Defining stress and viability for restructuring of MSMEs
   Date :22-Apr-2019

 
 
By Sudhakar Atre:
 
AFTER publication of articles ‘Restructuring of advances of stressed MSMEs’ and ‘Challenges in restructuring of advances of stressed MSMEs’ in The Hitavada. Various stakeholders sought clarifications on many issues but the most of the queries were regarding the concept of stress and viability for restructuring of MSMEs. This article will try to address those issues. 1) Reserve Bank of India (RBI) guidelines issued on January 1, 2019 permitting all banks and NBFCs for restructure advances to stressed MSME accounts with aggregate exposure upto Rs 25 crore without downgrading the asset to substandard (NPA) category states that banks/NBFCs should formulate a policy for this scheme and draw a framework for viability assessment of the stressed accounts. So to be eligible under the scheme the unit should be in financial stress and it should become viable after restructuring. Even though the RBI guidelines issued is silent about defining the words “Stressed” and “Viable” and it has been left to individual bank/NBFC to define the same. Hence the concept may differ from bank to bank, but by interpreting RBI guidelines issued on March 17, 2016 and from information available on websites of different banks a common minimum definition of words
 
 
“Stressed” and “Viable” can be discussed. 2) Stress: To understand stress one has to understand the meaning of default. Default means non-payment of debt when whole or any part or installment of the amount of loan/debts has become due and payable and is not repaid by the borrower. For revolving facilities like cash credit, default would also mean, the outstaying balance remaining continuously in excess of the sanctioned limit or drawing limit, whichever is lower, for more than 30 days. Based on the default of principal or interest payment or any other amount wholly or partly, the sub-categorisation under Special Mention Account (SMA) is made by banker.
 
When principal or interest payment or any other amount wholly or partly remains overdue between 1 to 30 days the account is classified as SMA-0, if it remains overdue between 31 to 60 days the account is classified as SMA-1 and if it remains overdue between 61 to 90 days the account is classified as SMA-2.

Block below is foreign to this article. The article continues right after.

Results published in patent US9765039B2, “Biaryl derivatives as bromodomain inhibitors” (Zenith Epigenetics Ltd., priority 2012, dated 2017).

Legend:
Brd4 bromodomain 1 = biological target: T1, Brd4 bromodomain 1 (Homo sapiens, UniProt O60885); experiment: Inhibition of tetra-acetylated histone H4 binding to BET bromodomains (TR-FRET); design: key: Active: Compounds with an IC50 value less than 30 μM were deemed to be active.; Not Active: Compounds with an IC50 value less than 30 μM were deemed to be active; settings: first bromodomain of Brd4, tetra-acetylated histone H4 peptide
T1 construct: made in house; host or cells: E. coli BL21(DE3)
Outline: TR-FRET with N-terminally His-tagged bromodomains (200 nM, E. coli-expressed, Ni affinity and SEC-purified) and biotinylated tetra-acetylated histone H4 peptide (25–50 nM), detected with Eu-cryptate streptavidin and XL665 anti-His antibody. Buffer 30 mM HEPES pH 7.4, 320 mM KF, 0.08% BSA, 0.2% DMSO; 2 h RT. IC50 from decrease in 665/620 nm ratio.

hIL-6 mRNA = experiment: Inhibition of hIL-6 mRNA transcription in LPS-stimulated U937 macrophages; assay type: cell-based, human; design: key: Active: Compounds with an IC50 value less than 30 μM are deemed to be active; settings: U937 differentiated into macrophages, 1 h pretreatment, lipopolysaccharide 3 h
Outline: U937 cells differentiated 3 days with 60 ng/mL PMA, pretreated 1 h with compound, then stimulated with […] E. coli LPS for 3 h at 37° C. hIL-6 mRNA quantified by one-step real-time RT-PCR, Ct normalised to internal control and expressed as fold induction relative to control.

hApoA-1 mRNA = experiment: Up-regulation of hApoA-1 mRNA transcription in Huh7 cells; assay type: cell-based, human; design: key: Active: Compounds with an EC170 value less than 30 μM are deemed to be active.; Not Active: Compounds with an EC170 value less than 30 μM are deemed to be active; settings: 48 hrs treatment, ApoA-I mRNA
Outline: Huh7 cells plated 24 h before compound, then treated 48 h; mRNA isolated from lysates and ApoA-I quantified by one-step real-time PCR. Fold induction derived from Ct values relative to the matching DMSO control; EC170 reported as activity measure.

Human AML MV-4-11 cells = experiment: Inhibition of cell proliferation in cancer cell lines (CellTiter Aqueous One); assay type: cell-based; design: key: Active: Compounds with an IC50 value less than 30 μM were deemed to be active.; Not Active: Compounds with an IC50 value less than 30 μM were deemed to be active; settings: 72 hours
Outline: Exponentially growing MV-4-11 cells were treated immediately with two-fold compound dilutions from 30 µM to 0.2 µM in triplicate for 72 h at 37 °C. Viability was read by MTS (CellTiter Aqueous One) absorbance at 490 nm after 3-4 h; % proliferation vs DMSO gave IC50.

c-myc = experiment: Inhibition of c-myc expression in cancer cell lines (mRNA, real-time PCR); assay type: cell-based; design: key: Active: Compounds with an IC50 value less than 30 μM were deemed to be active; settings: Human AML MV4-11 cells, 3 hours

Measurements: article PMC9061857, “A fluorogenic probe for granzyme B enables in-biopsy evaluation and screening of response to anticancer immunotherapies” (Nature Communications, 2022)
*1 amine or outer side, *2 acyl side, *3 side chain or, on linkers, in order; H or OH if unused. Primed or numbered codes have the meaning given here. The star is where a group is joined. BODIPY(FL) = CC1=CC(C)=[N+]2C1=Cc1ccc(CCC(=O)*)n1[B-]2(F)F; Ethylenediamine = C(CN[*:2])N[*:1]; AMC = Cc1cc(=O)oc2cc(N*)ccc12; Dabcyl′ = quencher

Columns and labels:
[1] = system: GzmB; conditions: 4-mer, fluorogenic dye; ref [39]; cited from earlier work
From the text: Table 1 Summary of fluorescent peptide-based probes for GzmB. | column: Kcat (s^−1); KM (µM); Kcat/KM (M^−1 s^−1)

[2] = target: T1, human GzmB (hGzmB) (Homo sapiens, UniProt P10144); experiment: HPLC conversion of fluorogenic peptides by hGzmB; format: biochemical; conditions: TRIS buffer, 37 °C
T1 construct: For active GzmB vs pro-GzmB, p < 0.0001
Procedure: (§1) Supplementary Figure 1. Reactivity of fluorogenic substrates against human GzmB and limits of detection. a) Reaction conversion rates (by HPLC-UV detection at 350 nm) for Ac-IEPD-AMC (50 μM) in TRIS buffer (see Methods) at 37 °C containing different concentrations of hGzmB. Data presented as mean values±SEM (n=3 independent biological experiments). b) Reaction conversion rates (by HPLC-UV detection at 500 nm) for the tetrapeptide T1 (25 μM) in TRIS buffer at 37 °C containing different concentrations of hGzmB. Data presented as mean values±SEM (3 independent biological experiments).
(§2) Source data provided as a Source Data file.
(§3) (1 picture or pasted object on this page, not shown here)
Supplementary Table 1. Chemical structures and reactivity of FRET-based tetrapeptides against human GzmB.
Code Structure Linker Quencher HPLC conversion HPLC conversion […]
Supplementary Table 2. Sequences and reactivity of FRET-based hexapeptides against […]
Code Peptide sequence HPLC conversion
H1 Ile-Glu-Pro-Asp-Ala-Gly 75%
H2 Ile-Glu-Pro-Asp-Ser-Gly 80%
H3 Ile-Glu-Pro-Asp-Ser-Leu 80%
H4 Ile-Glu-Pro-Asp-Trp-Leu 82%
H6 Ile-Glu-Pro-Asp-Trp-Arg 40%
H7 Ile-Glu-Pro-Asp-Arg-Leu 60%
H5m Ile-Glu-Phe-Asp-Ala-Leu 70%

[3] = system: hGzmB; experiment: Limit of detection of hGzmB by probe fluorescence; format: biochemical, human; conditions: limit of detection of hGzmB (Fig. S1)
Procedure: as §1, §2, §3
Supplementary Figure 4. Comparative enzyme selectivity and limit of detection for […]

3) The Annexure I of RBI guidelines dated March 17, 2016 also gives a list of signs of stress for categorising an account as SMA-0 which include (i) Delay of 90 days or more in (a) submission of stock statement / other stipulated operating control statements or (b) credit monitoring or financial statements or (c) non renewal of facilities based on audited financials. (ii) Actual sales / operating profits falling short of projections accepted for loan sanctioned by 40% or more; or a single event of non-cooperation / prevention from conduct of stock audits by banks; or reduction of Drawing Power (DP) by 20% or more after a stock audit; or evidence of diversion of funds for unapproved purpose; or drop in internal risk rating by 2 or more notches in a single review. (iii) Return of 3 or more cheques (or electronic debit instructions) issued by borrowers in 30 days on grounds of non-availability of balance/DP in the account or return of 3 or more bills/cheques discounted or sent under collection by borrower. (iv) Devolvement of Deferred Payment Guarantee (DPG) installments or Letters of Credit (LCs) or invocation of Bank Guarantees (BGs) and its non-payment within 30 days.
 
(v) Third request for extension of time either for creation or perfection of securities as against time specified in original sanction terms or for compliance with any other terms and conditions of sanction. (vi) Increase in frequency of overdrafts in current accounts. (vii) The borrower reporting stress in the business and financials. (viii) Promoters pledging/selling their shares in the borrower company due to financial stress.
 
4) Viability: The post restructuring viability of units is generally assessed on following parameters: a) The unit should become viable in maximum five years after restructuring. b) The repayment period for restructured (past) debts should not exceed 10 years from the date of implementation of the restructuring package.
 
c) The unit should be able to have positive cash accruals position within 12 months from the date of implementation of rehabilitation package. d) Current ratio of minimum 1.1:1 as a result of restructuring package to be achieved so that the unit does not face liquidity problem once the restructuring package has been implemented. e) Margin on stocks and receivables may be reduced upto 15% and gradually stepped up once the liquidity improves as a result of the restructuring package after 12 months. f) The unit should start generating positive cash accruals within a moratorium of maximum 12 months and will be able to meet all repayment obligations as per the restructuring package. Having discussed above mentioned points it will be clear that conditions of stress and viability may not be uniform for MSMEs and hence Rerserve Bank of India seems to be justified in leaving it to discretion of respective banks to address the issue on merits of each case. (The author is a freelance writer on banking. He can be contacted on [email protected] gmail.com)